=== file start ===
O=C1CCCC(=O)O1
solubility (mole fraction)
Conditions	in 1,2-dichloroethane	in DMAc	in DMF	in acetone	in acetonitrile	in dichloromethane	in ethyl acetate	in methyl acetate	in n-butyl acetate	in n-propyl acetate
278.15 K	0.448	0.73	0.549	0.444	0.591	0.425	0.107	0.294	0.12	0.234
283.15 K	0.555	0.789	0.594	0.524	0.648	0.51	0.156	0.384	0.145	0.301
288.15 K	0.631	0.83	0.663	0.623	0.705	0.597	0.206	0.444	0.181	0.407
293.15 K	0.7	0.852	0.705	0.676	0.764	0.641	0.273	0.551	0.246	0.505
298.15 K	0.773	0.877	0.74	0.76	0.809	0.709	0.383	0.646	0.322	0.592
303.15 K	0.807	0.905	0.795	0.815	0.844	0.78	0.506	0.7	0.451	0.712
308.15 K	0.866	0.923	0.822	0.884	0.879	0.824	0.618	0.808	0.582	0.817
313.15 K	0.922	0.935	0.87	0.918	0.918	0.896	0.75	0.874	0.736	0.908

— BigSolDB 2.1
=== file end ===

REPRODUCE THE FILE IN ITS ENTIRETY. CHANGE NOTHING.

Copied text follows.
O=C1CCCC(=O)O1
solubility (mole fraction)
Conditions	in 1,2-dichloroethane	in DMAc	in DMF	in acetone	in acetonitrile	in dichloromethane	in ethyl acetate	in methyl acetate	in n-butyl acetate	in n-propyl acetate
278.15 K	0.448	0.73	0.549	0.444	0.591	0.425	0.107	0.294	0.12	0.234
283.15 K	0.555	0.789	0.594	0.524	0.648	0.51	0.156	0.384	0.145	0.301
288.15 K	0.631	0.83	0.663	0.623	0.705	0.597	0.206	0.444	0.181	0.407
293.15 K	0.7	0.852	0.705	0.676	0.764	0.641	0.273	0.551	0.246	0.505
298.15 K	0.773	0.877	0.74	0.76	0.809	0.709	0.383	0.646	0.322	0.592
303.15 K	0.807	0.905	0.795	0.815	0.844	0.78	0.506	0.7	0.451	0.712
308.15 K	0.866	0.923	0.822	0.884	0.879	0.824	0.618	0.808	0.582	0.817
313.15 K	0.922	0.935	0.87	0.918	0.918	0.896	0.75	0.874	0.736	0.908

— BigSolDB 2.1